2009; Volume 10, No 6, June



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Message from the Chair and Executive Director

Contribution from an IAHPC Board Member –Dr. Derek Doyle

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Contribution from IAHPC Board Member Dr. Derek Doyle

As some readers may know I am a retired consultant physician who is proud to have been a member of the IAHPC almost since its foundation by Jo Magno. Last year I celebrated 40 years of involvement in palliative care. I was invited by the Editor of this Newsletter to write a ‘few words’. I realised it would be wrong of me to comment on clinical or organisational matters, but I think what might interest readers are some of the questions and comments that people have sent to me. As we all know, e-mail confers a degree of anonymity so messages come from all over the world either asking for my views on palliative care matters or offering comments to provoke responses from me. I never thought that fast-approaching old age would make me what we call in English “an agony aunt”! Here are some of the questions and my response.

Did you and other pioneers ever think that hospice care would develop as it has done?” The answer is an emphatic No! I can even speak for Dame Cicely Saunders who is credited with being the Founder of the modern hospice movement. She once told me that delighted as she was to see the principles being adopted worldwide she never expected that, nor did she see it as a goal for her pioneering work.

Why have these principles spread worldwide as they have done?” Perhaps social anthropologists / historians a century from now will be able to answer that question? Today we can only make a few suggestions. The public recognized that great as were the many advances in modern medicine, dying people were suffering unnecessarily. A few doctors and many nurses agreed with them. Most of the pioneers came from a tradition of the Christian missionary zeal, they were familiar with the challenges of trying to change and improve matters, and were willing to dedicate their lives to improving the lot of their fellow men and women. Pioneers like Saunders and Mount were very persuasive!

So, you are saying palliative care professionals must be “Bible thumpers”? No, Christianity does not hold any monopoly on care and concern. Both care and concern are shared by all of the world’s great religions. Indeed, one does not need to be religious to be able to offer spiritual care as hospice doctors and nurses do every day - I hope. The fundamental requirements are a well-thought-through personal philosophy of life, and springing out of that, a deep and non-judgmental compassion for all in need. Having said that, I am upset that our modern society, certainly in the affluent West, is so secularised. I have seen so many coming to the end of life envying and searching for the certainties of the faith their parents had.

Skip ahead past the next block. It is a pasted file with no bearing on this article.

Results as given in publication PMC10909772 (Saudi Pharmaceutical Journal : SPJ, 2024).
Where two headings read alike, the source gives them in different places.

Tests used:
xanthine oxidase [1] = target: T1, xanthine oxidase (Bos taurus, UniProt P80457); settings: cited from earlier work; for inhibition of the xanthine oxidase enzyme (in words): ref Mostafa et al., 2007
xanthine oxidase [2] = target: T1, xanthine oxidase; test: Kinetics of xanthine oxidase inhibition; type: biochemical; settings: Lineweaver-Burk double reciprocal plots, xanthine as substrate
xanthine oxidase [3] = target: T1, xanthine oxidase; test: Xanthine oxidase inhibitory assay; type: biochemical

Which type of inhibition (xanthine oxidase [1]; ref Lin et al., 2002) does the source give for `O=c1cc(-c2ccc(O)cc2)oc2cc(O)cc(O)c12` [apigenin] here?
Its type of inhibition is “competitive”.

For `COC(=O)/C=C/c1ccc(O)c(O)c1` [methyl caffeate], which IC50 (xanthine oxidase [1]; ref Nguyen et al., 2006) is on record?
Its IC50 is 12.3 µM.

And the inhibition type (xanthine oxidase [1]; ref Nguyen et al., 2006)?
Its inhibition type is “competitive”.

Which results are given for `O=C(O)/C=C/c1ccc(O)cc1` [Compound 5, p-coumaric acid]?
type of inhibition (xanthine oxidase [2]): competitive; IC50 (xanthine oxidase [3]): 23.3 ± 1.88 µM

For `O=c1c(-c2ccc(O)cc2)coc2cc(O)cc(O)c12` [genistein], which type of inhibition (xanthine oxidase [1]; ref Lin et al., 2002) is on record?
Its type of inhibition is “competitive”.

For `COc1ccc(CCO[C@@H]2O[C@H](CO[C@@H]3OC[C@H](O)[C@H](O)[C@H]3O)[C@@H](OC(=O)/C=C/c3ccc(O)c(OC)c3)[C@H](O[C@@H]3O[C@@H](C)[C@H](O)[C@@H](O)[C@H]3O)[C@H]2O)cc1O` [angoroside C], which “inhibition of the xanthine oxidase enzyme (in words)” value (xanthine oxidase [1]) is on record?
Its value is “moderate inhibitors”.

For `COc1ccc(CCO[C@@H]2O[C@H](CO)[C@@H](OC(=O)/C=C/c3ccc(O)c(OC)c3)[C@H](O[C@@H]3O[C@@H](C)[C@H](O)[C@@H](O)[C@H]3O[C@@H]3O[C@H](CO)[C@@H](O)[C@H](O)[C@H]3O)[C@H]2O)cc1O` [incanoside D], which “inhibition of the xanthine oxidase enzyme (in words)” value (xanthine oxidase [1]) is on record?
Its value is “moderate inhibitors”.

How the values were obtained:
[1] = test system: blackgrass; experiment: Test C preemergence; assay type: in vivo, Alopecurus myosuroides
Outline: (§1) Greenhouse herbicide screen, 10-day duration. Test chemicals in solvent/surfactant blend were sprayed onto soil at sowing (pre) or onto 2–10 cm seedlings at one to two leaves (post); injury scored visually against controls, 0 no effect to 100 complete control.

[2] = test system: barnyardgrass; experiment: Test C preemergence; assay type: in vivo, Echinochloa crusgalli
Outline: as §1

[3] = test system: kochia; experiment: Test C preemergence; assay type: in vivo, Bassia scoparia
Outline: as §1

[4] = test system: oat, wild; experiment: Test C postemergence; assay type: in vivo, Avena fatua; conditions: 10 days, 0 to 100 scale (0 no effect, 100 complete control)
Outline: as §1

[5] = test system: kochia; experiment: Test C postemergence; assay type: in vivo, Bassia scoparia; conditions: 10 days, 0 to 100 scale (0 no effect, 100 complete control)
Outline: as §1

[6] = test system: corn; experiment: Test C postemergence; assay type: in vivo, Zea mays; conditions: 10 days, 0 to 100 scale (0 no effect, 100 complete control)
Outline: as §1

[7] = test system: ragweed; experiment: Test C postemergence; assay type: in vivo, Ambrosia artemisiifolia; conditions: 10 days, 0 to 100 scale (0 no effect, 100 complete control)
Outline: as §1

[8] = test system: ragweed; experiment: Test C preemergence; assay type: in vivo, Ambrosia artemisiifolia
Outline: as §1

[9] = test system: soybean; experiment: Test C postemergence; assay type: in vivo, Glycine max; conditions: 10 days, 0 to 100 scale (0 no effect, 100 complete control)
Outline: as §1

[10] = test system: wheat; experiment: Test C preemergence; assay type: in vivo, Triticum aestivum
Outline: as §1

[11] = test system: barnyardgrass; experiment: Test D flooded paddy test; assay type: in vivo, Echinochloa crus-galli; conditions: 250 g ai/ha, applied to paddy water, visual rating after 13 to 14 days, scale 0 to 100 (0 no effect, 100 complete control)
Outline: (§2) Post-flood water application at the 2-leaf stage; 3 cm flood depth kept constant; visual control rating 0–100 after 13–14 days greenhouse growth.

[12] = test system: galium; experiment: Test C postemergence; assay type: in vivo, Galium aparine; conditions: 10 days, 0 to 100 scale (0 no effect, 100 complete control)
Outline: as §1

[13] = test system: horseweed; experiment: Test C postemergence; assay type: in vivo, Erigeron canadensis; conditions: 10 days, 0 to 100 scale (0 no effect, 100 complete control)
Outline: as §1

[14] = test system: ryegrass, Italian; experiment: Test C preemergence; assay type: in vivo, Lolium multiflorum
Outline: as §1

I think providing hospice/ palliative care is more difficult for us today than it was in your day!.” Well, I know it’s tough for you, but I should hate that it would be as tough as it was for us 30-40 years ago! People wondered what we were talking about; didn’t believe patients were suffering or, if they did, said there was nothing they, or we, could do about it; nothing was taught in medical school or nursing college; most assumed that the atmosphere of a hospice would be unmitigated misery. Doctors suspected us, whilst politicians either feared or ignored us.

What have been the “successes” of the Hospice Movement?” That it is alive and flourishing; that it is well enough defined, researched and accepted to be a medical and nursing specialty in many countries; that health care planners know a little about it; that it is much better taught (and in a few centres, examined) than 30-40 years ago; that so many excellent doctors, nurses and allied health professionals are now coming into it and, last but not least, because patients ask for it and praise it more highly than most of us feel we deserve.

Are there aspects of modern hospice and palliative care that you are uneasy about?”

I feel very anxious about this target-driven culture we are in. Some managers seem to know little about palliative care, think you can measure and evaluate everything by ticking a few boxes. Hospice/palliative care pioneered a return to personalised, bedside care, something we were and are in danger of loosing in our increasingly technical hospital culture. We must find better ways of exploring and analysing human need and the effectiveness of treatments than to have doctors and nurses spending valuable time ticking boxes.

I never expected to hear so much about euthanasia and physician-assisted suicide as I have done since I came here as a doctor. Patients never mention it, some relatives do, but the media are always asking about it. Has it always been like this and will it get better?” I was never once asked about it by a patient, but was offered thousands of pounds by relatives wanting me to perform it which, of course, I never did. I think it will get worse because our society increasingly wants “the easy way out”, wants “the quick fix” or thinks that money will buy anything, even the conscience of a doctor. I feel very strongly that if for any reason we in hospice/palliative care offer any form of euthanasia or PAS we shall have sold our soul and betrayed all our pioneers and the thousands who have followed them.

Why do you keep asking people to join IAHPC? IAHPC may not help you, but your support will most certainly help many in some of the neediest places in the world. I don’t know of any other organisation that achieves so much good with such modest funds. If we all want the progress of the past 40 years to continue, join the IAHPC !

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